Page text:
Conventional wisdom holds that long negotiations must always precede summits between heads of state or government. Working-level teams hash out agreements in details for weeks, months, and sometimes even years before the summits where country leaders provide little more than their blessing to already-concluded texts.
But we don’t live in conventional times and President Donald Trump isn’t a conventional leader. After walking to the brink of war with North Korea, Trump in the context of an emerging inter-Korean dialogue Trump agreed to meet Kim Jong-un, the North Korean leader. The Trump-Kim summit-level meeting, which took place in Singapore in June 2018, was intended to jump-start talks to eliminate North Korea’s increasingly sophisticated nuclear-weapons program.
The summit did not lead to any breakthrough, however, and a follow-up summit in Hanoi in February 2019 between the two leaders also failed, leaving Pyongyang free to continue to expand and perfect its nuclear arsenal. Worryingly, in recent weeks signs of mounting tensions also began to flare up again: North Korea, for instance, conducted tests of short-range missiles.
So, when Trump decided to reach out to Kim last week to offer a short meeting at the Demilitarized Zone (DMZ) on the margins of his official visit to South Korea, the criticisms poured in. Why would the president seek yet another meeting with Kim? What could this possibly accomplish, except the further legitimization of Kim’s rule and of his country’s nuclear-armed status, a concession that no U.S. president before Trump had chosen to make? Trump’s decision to cross over the border into North Korea with Kim further infuriated his critics, who pointed out (rightly) that the president had nothing but praise for the North Korean dictator.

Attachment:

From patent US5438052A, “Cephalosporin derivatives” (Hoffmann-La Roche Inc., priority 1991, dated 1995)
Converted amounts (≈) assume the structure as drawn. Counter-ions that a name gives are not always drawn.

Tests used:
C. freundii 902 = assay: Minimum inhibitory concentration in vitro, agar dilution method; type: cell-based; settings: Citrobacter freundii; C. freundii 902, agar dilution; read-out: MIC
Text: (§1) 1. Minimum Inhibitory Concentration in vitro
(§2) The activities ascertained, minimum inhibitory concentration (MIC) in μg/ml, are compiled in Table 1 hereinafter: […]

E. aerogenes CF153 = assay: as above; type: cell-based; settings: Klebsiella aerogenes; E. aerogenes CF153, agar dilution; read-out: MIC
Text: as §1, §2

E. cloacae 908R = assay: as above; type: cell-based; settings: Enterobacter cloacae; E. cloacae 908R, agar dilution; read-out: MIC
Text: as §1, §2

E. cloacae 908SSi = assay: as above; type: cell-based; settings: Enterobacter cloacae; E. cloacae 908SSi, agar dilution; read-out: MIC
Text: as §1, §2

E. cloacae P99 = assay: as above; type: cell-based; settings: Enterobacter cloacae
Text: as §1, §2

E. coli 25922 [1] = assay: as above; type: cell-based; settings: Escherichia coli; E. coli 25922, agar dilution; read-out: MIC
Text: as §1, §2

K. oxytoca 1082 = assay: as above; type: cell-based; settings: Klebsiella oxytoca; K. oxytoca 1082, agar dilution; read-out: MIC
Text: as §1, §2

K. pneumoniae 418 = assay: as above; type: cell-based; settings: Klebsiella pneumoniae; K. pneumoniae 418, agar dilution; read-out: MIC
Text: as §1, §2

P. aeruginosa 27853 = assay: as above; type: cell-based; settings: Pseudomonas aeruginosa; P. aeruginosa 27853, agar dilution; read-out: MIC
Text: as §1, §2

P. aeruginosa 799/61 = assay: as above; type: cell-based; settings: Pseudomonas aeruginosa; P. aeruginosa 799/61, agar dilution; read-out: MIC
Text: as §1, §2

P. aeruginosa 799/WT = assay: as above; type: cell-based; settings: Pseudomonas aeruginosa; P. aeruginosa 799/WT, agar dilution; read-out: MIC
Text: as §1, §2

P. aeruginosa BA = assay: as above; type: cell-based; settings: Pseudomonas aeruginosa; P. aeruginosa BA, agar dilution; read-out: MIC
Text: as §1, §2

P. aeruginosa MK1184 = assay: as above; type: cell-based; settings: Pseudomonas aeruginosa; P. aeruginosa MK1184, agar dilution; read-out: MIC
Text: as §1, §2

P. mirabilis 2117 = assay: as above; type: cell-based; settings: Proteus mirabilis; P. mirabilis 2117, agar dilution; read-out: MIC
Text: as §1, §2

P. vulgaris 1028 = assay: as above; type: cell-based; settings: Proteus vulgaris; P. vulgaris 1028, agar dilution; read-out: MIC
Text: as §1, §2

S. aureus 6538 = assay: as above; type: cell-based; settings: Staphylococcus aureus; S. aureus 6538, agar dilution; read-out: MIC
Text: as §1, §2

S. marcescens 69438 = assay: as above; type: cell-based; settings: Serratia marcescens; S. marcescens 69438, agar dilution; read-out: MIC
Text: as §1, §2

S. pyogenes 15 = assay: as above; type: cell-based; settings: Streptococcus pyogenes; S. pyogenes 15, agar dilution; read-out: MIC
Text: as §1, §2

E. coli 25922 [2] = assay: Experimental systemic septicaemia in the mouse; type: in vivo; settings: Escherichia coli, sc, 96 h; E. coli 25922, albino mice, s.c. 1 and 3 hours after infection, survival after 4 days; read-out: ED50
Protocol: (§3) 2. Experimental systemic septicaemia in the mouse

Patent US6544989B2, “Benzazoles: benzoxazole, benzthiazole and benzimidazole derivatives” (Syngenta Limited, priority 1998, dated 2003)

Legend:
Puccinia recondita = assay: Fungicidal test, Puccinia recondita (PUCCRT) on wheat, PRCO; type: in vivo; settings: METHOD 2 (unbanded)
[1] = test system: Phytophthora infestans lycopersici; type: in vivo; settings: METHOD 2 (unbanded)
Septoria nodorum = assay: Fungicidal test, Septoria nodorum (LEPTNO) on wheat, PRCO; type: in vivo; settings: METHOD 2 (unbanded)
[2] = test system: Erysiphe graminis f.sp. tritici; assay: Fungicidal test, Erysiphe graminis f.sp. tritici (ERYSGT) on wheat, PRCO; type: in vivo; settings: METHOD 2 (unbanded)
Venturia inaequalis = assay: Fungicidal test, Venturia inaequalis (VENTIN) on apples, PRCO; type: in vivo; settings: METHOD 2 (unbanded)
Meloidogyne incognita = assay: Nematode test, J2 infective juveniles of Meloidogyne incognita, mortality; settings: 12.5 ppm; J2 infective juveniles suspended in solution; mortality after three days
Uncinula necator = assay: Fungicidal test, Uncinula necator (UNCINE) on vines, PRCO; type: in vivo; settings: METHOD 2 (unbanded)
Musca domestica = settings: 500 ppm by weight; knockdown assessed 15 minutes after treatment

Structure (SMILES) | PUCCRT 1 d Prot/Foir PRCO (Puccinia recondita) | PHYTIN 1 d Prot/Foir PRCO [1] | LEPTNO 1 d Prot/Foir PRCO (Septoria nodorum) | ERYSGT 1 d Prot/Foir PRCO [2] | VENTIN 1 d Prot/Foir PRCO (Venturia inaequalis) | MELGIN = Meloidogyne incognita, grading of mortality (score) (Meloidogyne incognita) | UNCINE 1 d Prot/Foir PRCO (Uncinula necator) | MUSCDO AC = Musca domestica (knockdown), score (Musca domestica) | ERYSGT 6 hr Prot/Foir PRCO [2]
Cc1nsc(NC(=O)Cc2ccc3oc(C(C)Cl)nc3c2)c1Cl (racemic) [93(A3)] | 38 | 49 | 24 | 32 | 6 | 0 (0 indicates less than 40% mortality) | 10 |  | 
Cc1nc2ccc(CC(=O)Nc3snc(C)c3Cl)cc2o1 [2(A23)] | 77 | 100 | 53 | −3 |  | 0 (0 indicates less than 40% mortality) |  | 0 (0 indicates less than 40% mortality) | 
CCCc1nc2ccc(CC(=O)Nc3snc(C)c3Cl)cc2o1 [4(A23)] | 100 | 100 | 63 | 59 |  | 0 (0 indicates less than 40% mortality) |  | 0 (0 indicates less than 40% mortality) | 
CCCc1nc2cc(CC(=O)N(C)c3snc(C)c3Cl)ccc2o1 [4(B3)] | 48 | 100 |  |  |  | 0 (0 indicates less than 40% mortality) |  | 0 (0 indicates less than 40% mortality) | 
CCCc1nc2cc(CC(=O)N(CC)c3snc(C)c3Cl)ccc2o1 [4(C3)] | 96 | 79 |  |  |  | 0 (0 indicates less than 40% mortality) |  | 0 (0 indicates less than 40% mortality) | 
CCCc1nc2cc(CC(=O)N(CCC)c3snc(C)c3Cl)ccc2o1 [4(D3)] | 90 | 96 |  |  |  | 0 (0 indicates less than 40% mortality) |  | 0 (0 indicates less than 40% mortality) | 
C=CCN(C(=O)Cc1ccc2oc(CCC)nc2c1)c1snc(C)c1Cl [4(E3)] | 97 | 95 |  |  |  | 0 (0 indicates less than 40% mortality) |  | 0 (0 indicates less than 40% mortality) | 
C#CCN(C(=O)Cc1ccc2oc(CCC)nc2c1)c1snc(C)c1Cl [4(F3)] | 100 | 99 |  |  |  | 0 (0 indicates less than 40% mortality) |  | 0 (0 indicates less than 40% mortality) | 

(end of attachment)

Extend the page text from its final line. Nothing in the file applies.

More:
Yet while it is too early to make any predictions with any certainty, Trump’s handshake meeting with Kim may have been all that was needed to put the negotiating process back on track and finally achieve results. For that to happen, however, there are two requirements.
First, the process will need to be pushed down to the working-level, which means that the United States and North Korean negotiators will need to be given authority, time, and space to conclude an initial, detailed agreement in the lead-up to a third Trump-Kim summit, which is in the works. There were indications after the DMZ meeting that this may now be part of the new arrangement. In contrast, after Singapore and Hanoi, working-level negotiations ebbed and flowed but produced little of substance because the focus remained on summit diplomacy.
Second, and relatedly, the United States will need to abandon its longstanding (and vain) “denuclearization-first strategy” and embrace an incremental approach that sequences nuclear risk reduction/elimination efforts and building toward a peace regime on the Korean Peninsula. That means Washington will need to make concessions upfront and recognize that progress toward North Korea’s denuclearization begins with arms control. This, in effect, will require the United States to accept that North Korea will remain a nuclear-armed state for the foreseeable future. News reports indicate that momentum may be building inside the administration to promote such an approach, although some officials, notably National Security Advisor John Bolton, have already denied it.
This approach, of course, would be extremely challenging to execute and it would not be perfect, if anything because it would not put an end to North Korea’s nuclear-weapons program (at least not immediately). It would still constitute a win, however, because if done well it would finally begin to manage a problem that has for too long been left unaddressed and that has—as a consequence—gotten worse.
Could Trump’s unconventional methods get us there?
David Santoro is the director and senior fellow of nuclear policy programs at Pacific Forum. He specializes in strategic and deterrence issues, as well as nonproliferation and nuclear security, with a regional focus on the Asia Pacific and Europe.